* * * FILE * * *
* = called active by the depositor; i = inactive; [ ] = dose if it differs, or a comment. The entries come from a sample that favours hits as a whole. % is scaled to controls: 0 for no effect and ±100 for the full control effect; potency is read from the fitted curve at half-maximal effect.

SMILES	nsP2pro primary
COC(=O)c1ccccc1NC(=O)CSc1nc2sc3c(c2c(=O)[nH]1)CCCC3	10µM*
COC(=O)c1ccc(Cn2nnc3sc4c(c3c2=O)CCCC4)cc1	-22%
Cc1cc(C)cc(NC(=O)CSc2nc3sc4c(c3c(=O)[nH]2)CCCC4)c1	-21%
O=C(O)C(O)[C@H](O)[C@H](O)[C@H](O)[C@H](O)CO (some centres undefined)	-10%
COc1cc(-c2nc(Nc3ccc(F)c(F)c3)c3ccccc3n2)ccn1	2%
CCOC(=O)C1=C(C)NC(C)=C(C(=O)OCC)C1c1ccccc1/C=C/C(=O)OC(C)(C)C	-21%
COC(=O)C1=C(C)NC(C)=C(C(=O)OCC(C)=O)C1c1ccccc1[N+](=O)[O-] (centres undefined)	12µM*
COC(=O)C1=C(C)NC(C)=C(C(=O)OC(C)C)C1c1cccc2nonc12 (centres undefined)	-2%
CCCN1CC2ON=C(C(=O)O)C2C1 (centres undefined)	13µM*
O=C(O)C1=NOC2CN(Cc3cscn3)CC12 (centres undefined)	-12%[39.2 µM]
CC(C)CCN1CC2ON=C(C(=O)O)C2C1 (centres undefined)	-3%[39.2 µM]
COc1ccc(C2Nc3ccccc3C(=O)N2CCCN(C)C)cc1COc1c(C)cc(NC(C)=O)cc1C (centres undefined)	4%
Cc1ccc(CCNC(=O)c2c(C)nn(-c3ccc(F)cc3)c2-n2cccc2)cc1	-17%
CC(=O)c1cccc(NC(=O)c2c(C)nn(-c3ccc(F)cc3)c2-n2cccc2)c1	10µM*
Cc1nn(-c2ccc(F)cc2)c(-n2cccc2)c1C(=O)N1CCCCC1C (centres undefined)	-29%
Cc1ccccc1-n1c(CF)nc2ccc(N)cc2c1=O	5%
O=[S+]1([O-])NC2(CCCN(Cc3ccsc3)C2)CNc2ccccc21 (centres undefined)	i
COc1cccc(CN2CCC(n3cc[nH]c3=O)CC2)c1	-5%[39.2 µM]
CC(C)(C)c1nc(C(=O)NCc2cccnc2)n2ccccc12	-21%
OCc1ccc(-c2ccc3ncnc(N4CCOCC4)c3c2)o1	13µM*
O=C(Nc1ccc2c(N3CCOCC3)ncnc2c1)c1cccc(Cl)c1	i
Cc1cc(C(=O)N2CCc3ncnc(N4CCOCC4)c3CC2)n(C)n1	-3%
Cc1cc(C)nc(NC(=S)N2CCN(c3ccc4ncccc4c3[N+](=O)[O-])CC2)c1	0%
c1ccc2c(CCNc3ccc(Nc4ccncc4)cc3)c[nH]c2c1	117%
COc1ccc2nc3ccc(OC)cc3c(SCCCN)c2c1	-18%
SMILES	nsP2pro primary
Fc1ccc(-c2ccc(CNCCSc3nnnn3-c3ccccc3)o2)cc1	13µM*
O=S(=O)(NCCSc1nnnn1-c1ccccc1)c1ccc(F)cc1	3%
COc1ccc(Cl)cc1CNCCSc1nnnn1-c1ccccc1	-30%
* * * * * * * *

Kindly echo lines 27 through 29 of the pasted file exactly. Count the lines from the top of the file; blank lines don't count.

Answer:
COc1ccc2nc3ccc(OC)cc3c(SCCCN)c2c1	-18%
SMILES	nsP2pro primary
Fc1ccc(-c2ccc(CNCCSc3nnnn3-c3ccccc3)o2)cc1	13µM*